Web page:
If Microsoft’s Windows Phones were selling like hotcakes, Microsoft would be shouting about it at the top of its lungs.
Instead, it included this interesting statement in its earnings report:
“Windows Phone revenue, reflecting patent licensing revenue and sales of Windows Phone licenses, increased $222 million.”
That means Microsoft lumped the money it makes on mobile patents, largely from Android/Linux device makers, with Windows Phones sales.
Nearly every Android device maker, except for Google and Motorola, have signed patent licence agreements with Microsoft. Many of them have agreed to pay Microsoft some sum of money per Android device sold, sources say.
Microsoft has never said exactly how much money it makes on these patent agreements, though back in 2011, Goldman Sachs estimated that Microsoft would bring in $444 million in 2012 from these agreements. That figure should be on the rise, as Microsoft has continued to sign on more patent customers. For instance, in April, Microsoft signed an agreement with Foxconn’s parent company, Hon Hai, to cover both Android and Chrome devices.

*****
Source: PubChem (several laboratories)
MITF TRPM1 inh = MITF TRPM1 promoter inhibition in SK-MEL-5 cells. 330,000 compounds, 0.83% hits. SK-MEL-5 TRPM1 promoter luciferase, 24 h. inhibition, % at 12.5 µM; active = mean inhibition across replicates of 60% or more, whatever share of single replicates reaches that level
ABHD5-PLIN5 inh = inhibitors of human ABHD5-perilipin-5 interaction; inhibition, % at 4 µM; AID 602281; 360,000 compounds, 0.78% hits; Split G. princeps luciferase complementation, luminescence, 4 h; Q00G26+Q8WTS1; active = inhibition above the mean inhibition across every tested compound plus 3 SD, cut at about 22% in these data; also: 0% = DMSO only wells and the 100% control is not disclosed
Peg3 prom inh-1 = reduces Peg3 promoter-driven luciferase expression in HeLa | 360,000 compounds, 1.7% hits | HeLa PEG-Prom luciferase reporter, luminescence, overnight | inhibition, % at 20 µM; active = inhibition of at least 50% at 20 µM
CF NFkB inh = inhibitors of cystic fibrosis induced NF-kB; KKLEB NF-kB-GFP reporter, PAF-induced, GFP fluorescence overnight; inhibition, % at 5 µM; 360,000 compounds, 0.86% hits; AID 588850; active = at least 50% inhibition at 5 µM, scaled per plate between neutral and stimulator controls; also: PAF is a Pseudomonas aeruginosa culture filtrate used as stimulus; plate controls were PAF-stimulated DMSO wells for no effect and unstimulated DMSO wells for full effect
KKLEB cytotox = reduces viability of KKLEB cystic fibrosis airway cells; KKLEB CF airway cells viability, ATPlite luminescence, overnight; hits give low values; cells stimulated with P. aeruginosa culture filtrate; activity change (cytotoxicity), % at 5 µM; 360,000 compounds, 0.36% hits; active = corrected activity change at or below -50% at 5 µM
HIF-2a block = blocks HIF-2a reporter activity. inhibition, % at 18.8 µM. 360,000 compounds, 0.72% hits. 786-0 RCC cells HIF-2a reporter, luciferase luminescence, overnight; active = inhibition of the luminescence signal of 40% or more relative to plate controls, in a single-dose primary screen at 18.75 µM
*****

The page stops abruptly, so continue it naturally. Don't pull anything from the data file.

The good news is that Nokia, Microsoft’s closest Windows phone partner, has been selling increasing numbers of Windows phones. But sales are still modest. On Thursday, as part of its quarterly earnings, Nokia said it shipped 7.4 million Lumia smartphones in the quarter, up 32 % from the first quarter. That’s good, although it fell short of analysts expectations of 8.1 million units.
To give it all even more context, Apple reports earnings next week and analysts are expecting it to have sold 26.5 million iPhones, and generate $35.1 billion in revenue, mostly from older models like the iPhone 4 and iPhone 4S. It sold 37.4 million iPhones in the previous quarter.
So $222 million, including mobile patent licenses, shows that Microsoft has a long way to go to really get in the smartphone game.
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